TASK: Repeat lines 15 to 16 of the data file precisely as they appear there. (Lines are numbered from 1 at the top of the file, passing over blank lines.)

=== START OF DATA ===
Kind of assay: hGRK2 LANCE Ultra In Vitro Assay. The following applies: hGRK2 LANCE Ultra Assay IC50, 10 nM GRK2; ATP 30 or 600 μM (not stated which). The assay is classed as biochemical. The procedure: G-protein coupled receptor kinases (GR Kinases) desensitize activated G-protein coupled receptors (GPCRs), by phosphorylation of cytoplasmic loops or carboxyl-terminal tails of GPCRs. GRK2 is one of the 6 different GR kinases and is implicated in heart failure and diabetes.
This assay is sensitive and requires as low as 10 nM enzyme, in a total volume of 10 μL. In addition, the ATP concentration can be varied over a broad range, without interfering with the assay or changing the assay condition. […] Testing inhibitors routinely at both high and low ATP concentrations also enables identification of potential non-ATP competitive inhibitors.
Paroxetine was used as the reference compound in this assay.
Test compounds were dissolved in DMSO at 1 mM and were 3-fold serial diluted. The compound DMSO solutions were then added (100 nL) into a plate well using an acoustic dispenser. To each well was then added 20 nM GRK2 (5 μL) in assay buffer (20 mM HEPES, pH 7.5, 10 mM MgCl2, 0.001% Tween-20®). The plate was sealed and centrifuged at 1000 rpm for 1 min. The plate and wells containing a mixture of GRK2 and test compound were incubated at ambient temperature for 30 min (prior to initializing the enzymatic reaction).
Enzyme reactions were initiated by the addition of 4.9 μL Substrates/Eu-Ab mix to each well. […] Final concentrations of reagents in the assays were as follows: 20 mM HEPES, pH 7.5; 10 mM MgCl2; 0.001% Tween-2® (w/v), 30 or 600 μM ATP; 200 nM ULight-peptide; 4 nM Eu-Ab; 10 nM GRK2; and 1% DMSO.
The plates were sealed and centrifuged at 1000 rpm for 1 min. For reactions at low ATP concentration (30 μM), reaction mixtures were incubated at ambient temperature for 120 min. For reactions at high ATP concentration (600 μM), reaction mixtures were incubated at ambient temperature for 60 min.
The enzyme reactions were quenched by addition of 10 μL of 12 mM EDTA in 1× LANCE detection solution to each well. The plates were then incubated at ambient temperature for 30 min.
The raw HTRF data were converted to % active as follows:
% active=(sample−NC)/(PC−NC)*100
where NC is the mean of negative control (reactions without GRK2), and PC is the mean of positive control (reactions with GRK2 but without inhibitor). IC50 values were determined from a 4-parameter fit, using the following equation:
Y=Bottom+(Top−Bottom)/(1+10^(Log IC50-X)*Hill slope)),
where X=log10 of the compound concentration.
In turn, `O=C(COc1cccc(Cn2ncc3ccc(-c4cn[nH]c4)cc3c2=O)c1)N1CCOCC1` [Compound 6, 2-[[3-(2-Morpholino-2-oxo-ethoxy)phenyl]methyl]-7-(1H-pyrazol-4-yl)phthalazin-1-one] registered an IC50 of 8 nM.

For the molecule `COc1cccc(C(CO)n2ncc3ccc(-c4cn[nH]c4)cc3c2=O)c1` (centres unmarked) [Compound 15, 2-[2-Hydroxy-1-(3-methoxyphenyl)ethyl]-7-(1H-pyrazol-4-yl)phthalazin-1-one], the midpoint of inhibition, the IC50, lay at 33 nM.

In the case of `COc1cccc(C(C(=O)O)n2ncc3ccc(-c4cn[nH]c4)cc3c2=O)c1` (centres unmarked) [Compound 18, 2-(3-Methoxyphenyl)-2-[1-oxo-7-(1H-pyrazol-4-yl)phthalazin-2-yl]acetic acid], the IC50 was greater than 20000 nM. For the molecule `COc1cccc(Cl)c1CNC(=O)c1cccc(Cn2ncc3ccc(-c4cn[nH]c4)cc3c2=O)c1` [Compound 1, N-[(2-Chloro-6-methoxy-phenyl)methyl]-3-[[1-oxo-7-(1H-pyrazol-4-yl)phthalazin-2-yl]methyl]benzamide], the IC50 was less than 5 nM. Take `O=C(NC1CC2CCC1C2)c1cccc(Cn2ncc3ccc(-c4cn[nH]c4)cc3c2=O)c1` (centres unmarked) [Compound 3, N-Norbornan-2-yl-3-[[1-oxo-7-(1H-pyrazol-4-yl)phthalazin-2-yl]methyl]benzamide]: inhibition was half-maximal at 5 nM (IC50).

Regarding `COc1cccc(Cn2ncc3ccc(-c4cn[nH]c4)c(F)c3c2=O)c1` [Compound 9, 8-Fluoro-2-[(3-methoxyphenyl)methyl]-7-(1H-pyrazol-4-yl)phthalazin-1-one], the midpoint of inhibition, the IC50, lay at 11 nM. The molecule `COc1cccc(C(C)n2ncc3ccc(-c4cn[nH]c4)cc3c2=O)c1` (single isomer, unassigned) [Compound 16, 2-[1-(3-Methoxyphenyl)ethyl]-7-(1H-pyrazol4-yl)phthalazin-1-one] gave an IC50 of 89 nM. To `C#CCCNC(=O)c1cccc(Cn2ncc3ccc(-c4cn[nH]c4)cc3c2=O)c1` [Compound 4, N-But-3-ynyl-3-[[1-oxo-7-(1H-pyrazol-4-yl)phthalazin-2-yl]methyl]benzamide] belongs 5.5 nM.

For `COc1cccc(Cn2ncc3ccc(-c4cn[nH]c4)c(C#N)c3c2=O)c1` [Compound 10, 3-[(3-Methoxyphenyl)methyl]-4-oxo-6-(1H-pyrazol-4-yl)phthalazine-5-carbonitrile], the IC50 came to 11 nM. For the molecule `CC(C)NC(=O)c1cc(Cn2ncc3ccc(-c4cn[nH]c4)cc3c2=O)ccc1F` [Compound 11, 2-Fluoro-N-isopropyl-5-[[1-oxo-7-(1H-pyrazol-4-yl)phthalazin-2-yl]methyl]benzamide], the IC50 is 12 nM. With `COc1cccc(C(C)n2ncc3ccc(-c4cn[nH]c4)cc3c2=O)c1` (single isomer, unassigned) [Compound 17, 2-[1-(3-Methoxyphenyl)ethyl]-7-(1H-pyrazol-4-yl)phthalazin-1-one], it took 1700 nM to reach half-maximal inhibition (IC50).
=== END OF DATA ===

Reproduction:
In the case of `COc1cccc(C(C(=O)O)n2ncc3ccc(-c4cn[nH]c4)cc3c2=O)c1` (centres unmarked) [Compound 18, 2-(3-Methoxyphenyl)-2-[1-oxo-7-(1H-pyrazol-4-yl)phthalazin-2-yl]acetic acid], the IC50 was greater than 20000 nM. For the molecule `COc1cccc(Cl)c1CNC(=O)c1cccc(Cn2ncc3ccc(-c4cn[nH]c4)cc3c2=O)c1` [Compound 1, N-[(2-Chloro-6-methoxy-phenyl)methyl]-3-[[1-oxo-7-(1H-pyrazol-4-yl)phthalazin-2-yl]methyl]benzamide], the IC50 was less than 5 nM. Take `O=C(NC1CC2CCC1C2)c1cccc(Cn2ncc3ccc(-c4cn[nH]c4)cc3c2=O)c1` (centres unmarked) [Compound 3, N-Norbornan-2-yl-3-[[1-oxo-7-(1H-pyrazol-4-yl)phthalazin-2-yl]methyl]benzamide]: inhibition was half-maximal at 5 nM (IC50).

Regarding `COc1cccc(Cn2ncc3ccc(-c4cn[nH]c4)c(F)c3c2=O)c1` [Compound 9, 8-Fluoro-2-[(3-methoxyphenyl)methyl]-7-(1H-pyrazol-4-yl)phthalazin-1-one], the midpoint of inhibition, the IC50, lay at 11 nM. The molecule `COc1cccc(C(C)n2ncc3ccc(-c4cn[nH]c4)cc3c2=O)c1` (single isomer, unassigned) [Compound 16, 2-[1-(3-Methoxyphenyl)ethyl]-7-(1H-pyrazol4-yl)phthalazin-1-one] gave an IC50 of 89 nM. To `C#CCCNC(=O)c1cccc(Cn2ncc3ccc(-c4cn[nH]c4)cc3c2=O)c1` [Compound 4, N-But-3-ynyl-3-[[1-oxo-7-(1H-pyrazol-4-yl)phthalazin-2-yl]methyl]benzamide] belongs 5.5 nM.